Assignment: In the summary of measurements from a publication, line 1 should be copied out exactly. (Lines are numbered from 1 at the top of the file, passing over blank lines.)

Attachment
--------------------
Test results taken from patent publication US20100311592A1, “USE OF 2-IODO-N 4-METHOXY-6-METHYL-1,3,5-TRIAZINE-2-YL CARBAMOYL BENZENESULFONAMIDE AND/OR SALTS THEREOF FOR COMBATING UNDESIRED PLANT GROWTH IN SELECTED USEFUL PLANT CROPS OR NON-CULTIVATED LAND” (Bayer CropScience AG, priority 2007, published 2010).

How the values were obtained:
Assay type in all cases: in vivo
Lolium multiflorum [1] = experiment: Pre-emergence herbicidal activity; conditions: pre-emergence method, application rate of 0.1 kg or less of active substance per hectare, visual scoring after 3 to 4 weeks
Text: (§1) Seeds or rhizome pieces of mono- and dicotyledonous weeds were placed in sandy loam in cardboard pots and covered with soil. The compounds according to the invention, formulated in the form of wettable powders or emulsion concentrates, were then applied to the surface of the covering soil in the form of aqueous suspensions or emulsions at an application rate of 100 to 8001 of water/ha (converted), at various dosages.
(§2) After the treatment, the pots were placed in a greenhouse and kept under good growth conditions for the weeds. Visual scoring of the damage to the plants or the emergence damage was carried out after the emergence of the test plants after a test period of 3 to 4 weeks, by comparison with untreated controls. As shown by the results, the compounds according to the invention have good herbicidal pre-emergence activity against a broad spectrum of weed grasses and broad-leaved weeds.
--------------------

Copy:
Test results taken from patent publication US20100311592A1, “USE OF 2-IODO-N 4-METHOXY-6-METHYL-1,3,5-TRIAZINE-2-YL CARBAMOYL BENZENESULFONAMIDE AND/OR SALTS THEREOF FOR COMBATING UNDESIRED PLANT GROWTH IN SELECTED USEFUL PLANT CROPS OR NON-CULTIVATED LAND” (Bayer CropScience AG, priority 2007, published 2010).